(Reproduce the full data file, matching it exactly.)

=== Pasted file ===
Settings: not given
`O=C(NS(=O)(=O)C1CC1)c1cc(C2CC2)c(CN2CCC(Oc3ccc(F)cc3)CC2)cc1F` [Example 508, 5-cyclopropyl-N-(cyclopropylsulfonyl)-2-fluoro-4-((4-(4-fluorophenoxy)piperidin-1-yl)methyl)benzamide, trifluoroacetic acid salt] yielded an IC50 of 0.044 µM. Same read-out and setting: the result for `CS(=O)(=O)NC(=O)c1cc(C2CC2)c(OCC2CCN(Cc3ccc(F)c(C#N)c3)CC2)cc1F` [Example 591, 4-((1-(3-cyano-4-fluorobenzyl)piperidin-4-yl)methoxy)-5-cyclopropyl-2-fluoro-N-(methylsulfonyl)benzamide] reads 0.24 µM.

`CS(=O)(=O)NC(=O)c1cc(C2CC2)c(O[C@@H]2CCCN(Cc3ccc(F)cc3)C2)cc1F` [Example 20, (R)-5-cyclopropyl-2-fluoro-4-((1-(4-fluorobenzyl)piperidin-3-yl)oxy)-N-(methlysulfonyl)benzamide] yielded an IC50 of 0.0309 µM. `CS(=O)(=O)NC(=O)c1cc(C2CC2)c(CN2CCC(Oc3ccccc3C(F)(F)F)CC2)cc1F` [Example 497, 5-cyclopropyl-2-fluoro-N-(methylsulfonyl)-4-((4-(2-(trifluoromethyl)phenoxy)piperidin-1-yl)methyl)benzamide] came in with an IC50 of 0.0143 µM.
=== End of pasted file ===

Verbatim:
Settings: not given
`O=C(NS(=O)(=O)C1CC1)c1cc(C2CC2)c(CN2CCC(Oc3ccc(F)cc3)CC2)cc1F` [Example 508, 5-cyclopropyl-N-(cyclopropylsulfonyl)-2-fluoro-4-((4-(4-fluorophenoxy)piperidin-1-yl)methyl)benzamide, trifluoroacetic acid salt] yielded an IC50 of 0.044 µM. Same read-out and setting: the result for `CS(=O)(=O)NC(=O)c1cc(C2CC2)c(OCC2CCN(Cc3ccc(F)c(C#N)c3)CC2)cc1F` [Example 591, 4-((1-(3-cyano-4-fluorobenzyl)piperidin-4-yl)methoxy)-5-cyclopropyl-2-fluoro-N-(methylsulfonyl)benzamide] reads 0.24 µM.

`CS(=O)(=O)NC(=O)c1cc(C2CC2)c(O[C@@H]2CCCN(Cc3ccc(F)cc3)C2)cc1F` [Example 20, (R)-5-cyclopropyl-2-fluoro-4-((1-(4-fluorobenzyl)piperidin-3-yl)oxy)-N-(methlysulfonyl)benzamide] yielded an IC50 of 0.0309 µM. `CS(=O)(=O)NC(=O)c1cc(C2CC2)c(CN2CCC(Oc3ccccc3C(F)(F)F)CC2)cc1F` [Example 497, 5-cyclopropyl-2-fluoro-N-(methylsulfonyl)-4-((4-(2-(trifluoromethyl)phenoxy)piperidin-1-yl)methyl)benzamide] came in with an IC50 of 0.0143 µM.